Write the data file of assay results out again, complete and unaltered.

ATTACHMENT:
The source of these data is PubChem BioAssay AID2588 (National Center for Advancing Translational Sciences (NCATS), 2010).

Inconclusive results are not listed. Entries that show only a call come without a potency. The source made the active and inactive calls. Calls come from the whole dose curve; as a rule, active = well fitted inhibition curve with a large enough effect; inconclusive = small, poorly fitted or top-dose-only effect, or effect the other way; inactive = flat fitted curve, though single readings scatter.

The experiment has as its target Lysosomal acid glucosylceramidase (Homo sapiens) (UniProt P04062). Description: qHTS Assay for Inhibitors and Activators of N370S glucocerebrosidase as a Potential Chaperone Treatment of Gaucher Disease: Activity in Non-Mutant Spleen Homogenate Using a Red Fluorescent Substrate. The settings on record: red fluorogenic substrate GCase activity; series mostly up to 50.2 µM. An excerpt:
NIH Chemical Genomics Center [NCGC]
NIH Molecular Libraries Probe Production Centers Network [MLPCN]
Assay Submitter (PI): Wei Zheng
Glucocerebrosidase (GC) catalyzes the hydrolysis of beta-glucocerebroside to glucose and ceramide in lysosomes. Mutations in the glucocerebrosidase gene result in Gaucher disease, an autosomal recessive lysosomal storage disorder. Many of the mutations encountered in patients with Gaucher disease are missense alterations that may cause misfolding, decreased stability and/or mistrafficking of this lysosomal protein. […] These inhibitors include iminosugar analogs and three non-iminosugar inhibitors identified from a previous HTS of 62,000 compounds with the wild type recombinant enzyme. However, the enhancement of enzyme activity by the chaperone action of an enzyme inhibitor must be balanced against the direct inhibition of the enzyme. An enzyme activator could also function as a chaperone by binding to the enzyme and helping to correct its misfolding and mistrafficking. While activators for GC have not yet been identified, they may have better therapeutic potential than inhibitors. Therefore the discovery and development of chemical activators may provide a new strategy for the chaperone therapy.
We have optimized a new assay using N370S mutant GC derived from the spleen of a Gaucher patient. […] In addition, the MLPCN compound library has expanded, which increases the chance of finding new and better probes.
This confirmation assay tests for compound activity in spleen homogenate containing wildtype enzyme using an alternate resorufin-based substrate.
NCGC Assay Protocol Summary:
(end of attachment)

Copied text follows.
The source of these data is PubChem BioAssay AID2588 (National Center for Advancing Translational Sciences (NCATS), 2010).

Inconclusive results are not listed. Entries that show only a call come without a potency. The source made the active and inactive calls. Calls come from the whole dose curve; as a rule, active = well fitted inhibition curve with a large enough effect; inconclusive = small, poorly fitted or top-dose-only effect, or effect the other way; inactive = flat fitted curve, though single readings scatter.

The experiment has as its target Lysosomal acid glucosylceramidase (Homo sapiens) (UniProt P04062). Description: qHTS Assay for Inhibitors and Activators of N370S glucocerebrosidase as a Potential Chaperone Treatment of Gaucher Disease: Activity in Non-Mutant Spleen Homogenate Using a Red Fluorescent Substrate. The settings on record: red fluorogenic substrate GCase activity; series mostly up to 50.2 µM. An excerpt:
NIH Chemical Genomics Center [NCGC]
NIH Molecular Libraries Probe Production Centers Network [MLPCN]
Assay Submitter (PI): Wei Zheng
Glucocerebrosidase (GC) catalyzes the hydrolysis of beta-glucocerebroside to glucose and ceramide in lysosomes. Mutations in the glucocerebrosidase gene result in Gaucher disease, an autosomal recessive lysosomal storage disorder. Many of the mutations encountered in patients with Gaucher disease are missense alterations that may cause misfolding, decreased stability and/or mistrafficking of this lysosomal protein. […] These inhibitors include iminosugar analogs and three non-iminosugar inhibitors identified from a previous HTS of 62,000 compounds with the wild type recombinant enzyme. However, the enhancement of enzyme activity by the chaperone action of an enzyme inhibitor must be balanced against the direct inhibition of the enzyme. An enzyme activator could also function as a chaperone by binding to the enzyme and helping to correct its misfolding and mistrafficking. While activators for GC have not yet been identified, they may have better therapeutic potential than inhibitors. Therefore the discovery and development of chemical activators may provide a new strategy for the chaperone therapy.
We have optimized a new assay using N370S mutant GC derived from the spleen of a Gaucher patient. […] In addition, the MLPCN compound library has expanded, which increases the chance of finding new and better probes.
This confirmation assay tests for compound activity in spleen homogenate containing wildtype enzyme using an alternate resorufin-based substrate.
NCGC Assay Protocol Summary: